Rio 2016: Rogen Ladon

Ryan Songalia
Bago City native Rogen Ladon rose from obscurity in 2015 to become the surprise of Asian boxing. Now the light flyweight boxer will represent the Philippines at the 2016 Olympics

As a newcomer to the world scene, Rogen Ladon isn’t garnering much attention as the 2016 Olympics approach. For the 22-year-old light flyweight boxer, that’s not necessarily a bad thing. 

As the long-time back-up to 2012 Olympian Mark Anthony Barriga, Ladon didn’t get a chance to shine until 2015, when he was named Discovery of the Year by the Asian Boxing Confederation after earning bronze at that year’s World Championships when Barriga withdrew with a hand injury.

The Bago City, Negros Occidental native sent a statement to the competition right away, upsetting the top-seeded Joselito Velazquez of Mexico by a shutout decision as Manny Pacquiao watched on from ringside.

That performance capped off a year that saw him take silver at the Southeast Asian Games in Singapore and the Asian Championships in Bangkok.

“Rogen is an unknown entity and that could also be the advantage, because not too many people know him,” says Ed Picson, executive director of Association of Boxing Alliances in the Philippines.

“As a matter of fact, some people including some sports officials questioned our decision to include him in the SEA Games lineup – I don’t know if you recall it – they were screaming ‘Bloody murder, who is this boy?’ Then he won over there and went on to win the silver as well in the Asian Championships and then the bronze medal in the world championships. I guess that shut them up.”

Ladon, now ranked number 3 in the world, is the latest in a long line of top Filipino boxers competing in the 49 kilograms and under weight class. The last 3 Filipinos to medal at the Summer Games – Mansueto Velasco (1996), Roel Velasco (1992) and Leopoldo Serantes (1988) – all competed in that same weight class. This southpaw is hoping to follow in their footsteps and end the Philippines’ 20-year medal drought.

“I would be proud and happy because I’d be able to bring home the gold medal for the Philippines when I compete in the Olympics,” Ladon says.

“I’m really confident that I will win a medal in the Olympics, which ever God gives me.”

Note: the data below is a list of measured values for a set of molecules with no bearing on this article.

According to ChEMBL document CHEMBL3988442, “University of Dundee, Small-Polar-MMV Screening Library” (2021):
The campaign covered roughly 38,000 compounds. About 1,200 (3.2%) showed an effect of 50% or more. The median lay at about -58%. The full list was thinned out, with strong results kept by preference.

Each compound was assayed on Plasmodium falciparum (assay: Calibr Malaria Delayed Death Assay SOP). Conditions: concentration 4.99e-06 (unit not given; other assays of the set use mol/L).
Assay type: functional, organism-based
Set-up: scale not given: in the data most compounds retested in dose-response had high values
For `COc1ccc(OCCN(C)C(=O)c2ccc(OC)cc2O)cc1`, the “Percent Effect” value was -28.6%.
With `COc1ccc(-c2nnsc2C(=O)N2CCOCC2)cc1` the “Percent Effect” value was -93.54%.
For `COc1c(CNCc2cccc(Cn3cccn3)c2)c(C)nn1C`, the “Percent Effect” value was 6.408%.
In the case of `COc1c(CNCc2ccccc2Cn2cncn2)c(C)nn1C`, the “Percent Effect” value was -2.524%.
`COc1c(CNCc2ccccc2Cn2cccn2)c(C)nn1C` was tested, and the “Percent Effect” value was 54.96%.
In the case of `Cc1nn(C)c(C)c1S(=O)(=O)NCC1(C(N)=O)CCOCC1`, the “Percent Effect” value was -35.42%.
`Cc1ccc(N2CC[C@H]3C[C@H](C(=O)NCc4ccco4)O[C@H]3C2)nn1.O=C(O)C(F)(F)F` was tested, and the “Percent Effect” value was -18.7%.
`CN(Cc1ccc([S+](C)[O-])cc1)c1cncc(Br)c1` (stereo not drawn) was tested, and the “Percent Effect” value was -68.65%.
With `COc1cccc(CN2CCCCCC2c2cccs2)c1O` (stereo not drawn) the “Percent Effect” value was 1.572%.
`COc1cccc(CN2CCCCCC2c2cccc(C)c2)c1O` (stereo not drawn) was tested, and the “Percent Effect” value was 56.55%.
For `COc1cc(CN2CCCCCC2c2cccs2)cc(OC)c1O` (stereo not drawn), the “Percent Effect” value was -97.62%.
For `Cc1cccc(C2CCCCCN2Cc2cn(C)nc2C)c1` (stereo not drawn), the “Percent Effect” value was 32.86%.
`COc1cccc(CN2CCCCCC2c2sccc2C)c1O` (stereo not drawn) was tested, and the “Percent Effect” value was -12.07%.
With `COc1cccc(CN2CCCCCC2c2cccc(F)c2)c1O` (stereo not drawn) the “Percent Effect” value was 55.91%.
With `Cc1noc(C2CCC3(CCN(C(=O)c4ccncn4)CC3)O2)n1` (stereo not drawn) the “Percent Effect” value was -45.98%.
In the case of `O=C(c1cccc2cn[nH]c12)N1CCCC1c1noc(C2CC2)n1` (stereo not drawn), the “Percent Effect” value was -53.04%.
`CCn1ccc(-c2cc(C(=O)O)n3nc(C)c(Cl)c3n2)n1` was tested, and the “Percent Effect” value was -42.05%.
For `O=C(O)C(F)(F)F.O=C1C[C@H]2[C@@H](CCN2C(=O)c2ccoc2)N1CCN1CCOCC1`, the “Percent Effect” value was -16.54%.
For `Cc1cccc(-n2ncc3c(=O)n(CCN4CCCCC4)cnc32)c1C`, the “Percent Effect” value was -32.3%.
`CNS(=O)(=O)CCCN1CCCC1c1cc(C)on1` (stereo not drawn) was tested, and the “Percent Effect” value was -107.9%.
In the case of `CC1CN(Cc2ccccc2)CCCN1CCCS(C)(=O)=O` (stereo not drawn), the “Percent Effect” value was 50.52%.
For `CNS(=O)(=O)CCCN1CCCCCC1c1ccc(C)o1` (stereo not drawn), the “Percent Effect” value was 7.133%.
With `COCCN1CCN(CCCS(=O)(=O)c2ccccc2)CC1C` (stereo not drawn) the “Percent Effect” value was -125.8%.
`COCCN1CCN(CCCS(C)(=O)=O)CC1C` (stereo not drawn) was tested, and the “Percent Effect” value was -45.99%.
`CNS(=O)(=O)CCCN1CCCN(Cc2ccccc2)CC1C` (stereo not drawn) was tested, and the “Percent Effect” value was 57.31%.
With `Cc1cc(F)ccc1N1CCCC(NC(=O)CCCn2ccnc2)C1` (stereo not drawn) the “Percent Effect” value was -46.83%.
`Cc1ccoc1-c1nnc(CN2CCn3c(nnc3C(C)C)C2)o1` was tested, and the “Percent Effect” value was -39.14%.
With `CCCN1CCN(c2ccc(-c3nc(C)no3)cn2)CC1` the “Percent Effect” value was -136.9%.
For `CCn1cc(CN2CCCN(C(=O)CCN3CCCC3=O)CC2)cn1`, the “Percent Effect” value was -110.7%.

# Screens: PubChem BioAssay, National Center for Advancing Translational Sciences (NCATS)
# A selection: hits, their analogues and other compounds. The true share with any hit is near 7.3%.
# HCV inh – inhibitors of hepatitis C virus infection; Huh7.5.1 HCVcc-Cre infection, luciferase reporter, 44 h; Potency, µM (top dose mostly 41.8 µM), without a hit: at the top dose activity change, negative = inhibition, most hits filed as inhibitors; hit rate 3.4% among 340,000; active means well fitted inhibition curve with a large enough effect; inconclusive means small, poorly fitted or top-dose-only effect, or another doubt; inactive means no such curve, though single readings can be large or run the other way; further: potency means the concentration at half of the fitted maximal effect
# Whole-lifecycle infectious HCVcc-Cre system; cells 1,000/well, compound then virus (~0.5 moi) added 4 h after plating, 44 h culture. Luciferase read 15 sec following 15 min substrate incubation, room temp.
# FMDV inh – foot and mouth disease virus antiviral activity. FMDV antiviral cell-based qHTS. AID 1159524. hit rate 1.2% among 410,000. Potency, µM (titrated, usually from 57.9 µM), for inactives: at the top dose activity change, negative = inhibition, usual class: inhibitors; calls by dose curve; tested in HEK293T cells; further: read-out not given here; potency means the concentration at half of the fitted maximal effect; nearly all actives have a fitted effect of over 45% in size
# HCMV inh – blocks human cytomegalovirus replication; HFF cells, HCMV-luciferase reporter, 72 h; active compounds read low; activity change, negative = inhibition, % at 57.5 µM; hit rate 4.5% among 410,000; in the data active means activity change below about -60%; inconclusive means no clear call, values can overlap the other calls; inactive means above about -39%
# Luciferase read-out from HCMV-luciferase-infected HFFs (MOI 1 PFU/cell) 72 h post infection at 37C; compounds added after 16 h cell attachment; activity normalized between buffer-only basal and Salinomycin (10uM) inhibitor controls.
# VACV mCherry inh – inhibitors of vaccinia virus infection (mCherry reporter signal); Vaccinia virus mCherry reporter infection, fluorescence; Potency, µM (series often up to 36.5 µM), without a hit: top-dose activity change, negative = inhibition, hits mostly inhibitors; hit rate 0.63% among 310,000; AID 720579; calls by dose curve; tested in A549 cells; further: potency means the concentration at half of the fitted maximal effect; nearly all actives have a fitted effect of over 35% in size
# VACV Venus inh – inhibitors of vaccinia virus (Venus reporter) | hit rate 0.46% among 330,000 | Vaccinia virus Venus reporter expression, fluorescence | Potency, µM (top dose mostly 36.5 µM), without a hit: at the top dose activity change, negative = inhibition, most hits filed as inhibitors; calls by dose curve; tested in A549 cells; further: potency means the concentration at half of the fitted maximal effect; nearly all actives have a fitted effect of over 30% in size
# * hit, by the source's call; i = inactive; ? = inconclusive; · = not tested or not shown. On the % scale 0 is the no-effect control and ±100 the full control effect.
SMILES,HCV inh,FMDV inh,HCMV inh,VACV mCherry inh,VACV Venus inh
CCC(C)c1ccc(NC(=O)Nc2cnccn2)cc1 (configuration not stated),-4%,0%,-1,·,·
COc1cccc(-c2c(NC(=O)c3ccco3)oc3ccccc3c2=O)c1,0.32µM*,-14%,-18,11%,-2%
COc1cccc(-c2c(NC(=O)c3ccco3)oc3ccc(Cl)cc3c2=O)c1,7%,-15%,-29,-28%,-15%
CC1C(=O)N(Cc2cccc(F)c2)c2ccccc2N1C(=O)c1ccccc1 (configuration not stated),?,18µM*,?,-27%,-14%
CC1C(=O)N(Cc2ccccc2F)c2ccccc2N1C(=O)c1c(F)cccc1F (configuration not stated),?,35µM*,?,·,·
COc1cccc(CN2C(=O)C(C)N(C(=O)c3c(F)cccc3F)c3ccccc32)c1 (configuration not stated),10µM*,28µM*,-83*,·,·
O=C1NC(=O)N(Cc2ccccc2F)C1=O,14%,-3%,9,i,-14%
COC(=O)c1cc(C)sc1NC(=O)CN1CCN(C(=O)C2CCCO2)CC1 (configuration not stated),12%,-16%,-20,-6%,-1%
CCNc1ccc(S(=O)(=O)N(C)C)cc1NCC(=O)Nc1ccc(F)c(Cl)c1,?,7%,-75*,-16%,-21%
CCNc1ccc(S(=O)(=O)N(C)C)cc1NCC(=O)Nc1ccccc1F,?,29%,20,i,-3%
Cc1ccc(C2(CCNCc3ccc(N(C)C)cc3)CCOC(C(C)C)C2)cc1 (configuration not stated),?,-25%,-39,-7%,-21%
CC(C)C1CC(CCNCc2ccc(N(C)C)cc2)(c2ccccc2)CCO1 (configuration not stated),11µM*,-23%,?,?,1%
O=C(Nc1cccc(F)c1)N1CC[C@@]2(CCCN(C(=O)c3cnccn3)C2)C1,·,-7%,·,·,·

Ladon was first recommended to the national team in 2009 after winning gold at the National Open Junior Championships. His older brother Joegen Ladon, a coach and former national team boxer, brought him to the attention of Picson. Ladon quickly rose up the ranks after getting a stamp of approval from Barriga, who said Ladon was his toughest foe in sparring.

“In fairness to Mark Anthony Barriga it was Barriga who picked him as his sparring partner in his preparation for the London Olympics. I was surprised because you know we’ve had a lot of boxers in that weight category. We do not lack for talent for that particular weight category but he picked Ladon as his sparring partner,” said Picson.

“And when I asked him [why], Barriga said, ‘he gives me a hard time.’” 

Nonito Donaire Sr, who spent a month each in Baguio City and Las Vegas observing the Philippine team, had high praises for Ladon and the national boxers as they get set to compete at Rio.

“He is very smart inside the ring. He knows how to land his punches,” said Donaire Sr, the father of 4-division world champion Nonito Donaire Jr.

“I know that there are so many good fighters in this tournament, but if they’ll do the strategy the way we are doing in the gym they will win.”

Even Barriga, who elected to turn pro after Ladon qualified, has high hopes for Ladon at Rio. All he has to do is be himself. 

He could get a medal as long as his game doesn’t change. Rogen is good and quick. He could do it.” – Rappler.com



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